Rodman watched Pamela Anderson's three-minute video showing how animals live and die before being made into fur coats. “If you actually look at [the video] firsthand, it gives you a different perspective on animals and how they’re treated. … It’s heart-wrenching to see what they go through,” he said.

Check out the exclusive behind-the-scenes footage of Rodman’s PETA photo shoot with fashion photographer Ian Brooks at L.A.’s famed Smashbox Studios. Rodman’s makeup was done by Autumn Moultrie, his hair by Tanya Stine.

Paris Hilton Ambushed by an Anti-fur Activist

The socialite and designer Julien MacDonald were pelted with flour when going to his late-night party after a London Fashion show

Paris Hilton is once again in the spotlight, but this time, the sexy socialite has become the latest target for animal rights group People For the Ethical Treatment of Animals (PETA).

“The Simple Life” star was slammed by an anti-fur activist last night as she was on her way to an after-show party, following her catwalk appearance for Julien MacDonald presenting his collection at London Fashion Week show.

In fact, PETA representatives were out there to ambush designer MacDonald, and not Paris, for his "relentless use of fur." The designer draped a baby fox fur around Jade Jagger’s neck in a show last autumn, causing a lot of angry replies from the animals’ protectors.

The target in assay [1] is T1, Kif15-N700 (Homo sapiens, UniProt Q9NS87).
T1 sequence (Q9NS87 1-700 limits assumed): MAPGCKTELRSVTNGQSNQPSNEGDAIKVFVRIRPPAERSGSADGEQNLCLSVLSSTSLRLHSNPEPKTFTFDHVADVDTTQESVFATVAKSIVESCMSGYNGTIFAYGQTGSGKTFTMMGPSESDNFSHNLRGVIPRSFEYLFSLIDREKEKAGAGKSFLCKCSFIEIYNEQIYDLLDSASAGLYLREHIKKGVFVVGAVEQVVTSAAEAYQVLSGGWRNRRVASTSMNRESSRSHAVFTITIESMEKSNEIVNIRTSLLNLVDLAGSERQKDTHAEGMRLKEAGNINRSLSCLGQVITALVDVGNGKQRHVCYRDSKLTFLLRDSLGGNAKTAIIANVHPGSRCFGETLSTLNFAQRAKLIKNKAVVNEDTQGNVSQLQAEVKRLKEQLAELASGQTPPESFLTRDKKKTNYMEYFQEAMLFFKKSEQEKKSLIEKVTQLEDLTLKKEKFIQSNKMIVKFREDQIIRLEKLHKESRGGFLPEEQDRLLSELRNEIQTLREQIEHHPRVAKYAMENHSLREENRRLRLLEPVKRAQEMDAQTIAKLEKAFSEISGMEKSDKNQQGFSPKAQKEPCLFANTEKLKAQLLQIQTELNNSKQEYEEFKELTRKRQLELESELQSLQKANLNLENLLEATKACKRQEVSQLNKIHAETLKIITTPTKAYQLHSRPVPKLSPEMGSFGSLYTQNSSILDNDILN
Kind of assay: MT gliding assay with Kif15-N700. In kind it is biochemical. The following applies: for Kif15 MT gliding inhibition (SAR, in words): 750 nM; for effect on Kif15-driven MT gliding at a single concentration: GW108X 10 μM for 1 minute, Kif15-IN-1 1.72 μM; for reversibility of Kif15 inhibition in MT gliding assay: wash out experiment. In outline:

The designer and the socialite star were pelted with flour when going to his late-night party, in order to be punished by the PETA people. "Julien MacDonald may have been able to ignore images of bloody skinned animals gasping for breath in the past, but hopefully a dash of flour will help him rise to the occasion and forsake fur once and for all," Yvonne Taylor, the representative of PETA Europe stated.

Sophie Ellis Bextor hits out at fur fashion
November 12th 2002.

Sophie Ellis Bextor has backed a campaign attacking people who wear fur.

The pop singer has posed for a new hard-hitting poster which shows her wearing a stunning black dress and holding up a skinned fox.

Underneath her picture are the words: 'Here's the rest of your fur coat'.

Fur is making a bit of a comeback on the catwalk:

It'll be put up on billboards and in magazines all around the world by anti-fur group, People for the Ethical Treatment of Animals (Peta).

Sophie, who used to be a model, said: "I think fur is really pathetic when there are so many alternatives.

"To me it felt a very natural thing to do, to be on the side of animals when it came to fur."

Anti-fur campaigners are worried that fur is making a comeback in the fashion world.

For years it's been considered unacceptable, but fur's been seen on the catwalk and in some fashion magazines over the last couple of years.

McCartney backs anti-fur fashion
October 29th 2002.

LONDON, England (CNN) -- The revival of fur on the catwalks for winter 2002 shows that animal rights activists are having difficulty converting the fashion industry.

But they have a strong advocate in British designer Stella McCartney.